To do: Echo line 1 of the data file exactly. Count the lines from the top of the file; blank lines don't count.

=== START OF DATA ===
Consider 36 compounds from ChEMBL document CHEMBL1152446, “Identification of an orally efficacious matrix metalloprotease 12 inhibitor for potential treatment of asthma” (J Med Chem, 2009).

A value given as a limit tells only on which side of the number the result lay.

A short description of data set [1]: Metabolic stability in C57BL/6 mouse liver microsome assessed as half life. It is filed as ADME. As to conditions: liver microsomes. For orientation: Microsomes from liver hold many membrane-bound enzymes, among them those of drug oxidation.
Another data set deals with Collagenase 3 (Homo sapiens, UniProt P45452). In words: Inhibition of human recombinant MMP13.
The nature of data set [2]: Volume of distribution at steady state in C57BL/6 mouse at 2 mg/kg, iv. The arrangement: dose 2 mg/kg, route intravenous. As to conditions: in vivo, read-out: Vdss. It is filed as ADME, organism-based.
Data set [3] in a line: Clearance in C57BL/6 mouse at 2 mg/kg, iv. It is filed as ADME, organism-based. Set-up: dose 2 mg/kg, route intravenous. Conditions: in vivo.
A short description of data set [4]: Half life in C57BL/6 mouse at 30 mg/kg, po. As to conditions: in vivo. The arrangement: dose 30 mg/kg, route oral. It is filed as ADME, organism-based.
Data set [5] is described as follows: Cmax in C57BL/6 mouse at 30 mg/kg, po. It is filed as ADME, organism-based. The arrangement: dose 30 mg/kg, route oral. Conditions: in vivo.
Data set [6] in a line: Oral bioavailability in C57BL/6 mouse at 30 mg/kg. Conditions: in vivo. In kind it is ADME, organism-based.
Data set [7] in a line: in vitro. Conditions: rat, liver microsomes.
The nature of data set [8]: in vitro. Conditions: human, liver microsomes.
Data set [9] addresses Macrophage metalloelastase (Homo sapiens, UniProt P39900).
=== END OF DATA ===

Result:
Consider 36 compounds from ChEMBL document CHEMBL1152446, “Identification of an orally efficacious matrix metalloprotease 12 inhibitor for potential treatment of asthma” (J Med Chem, 2009).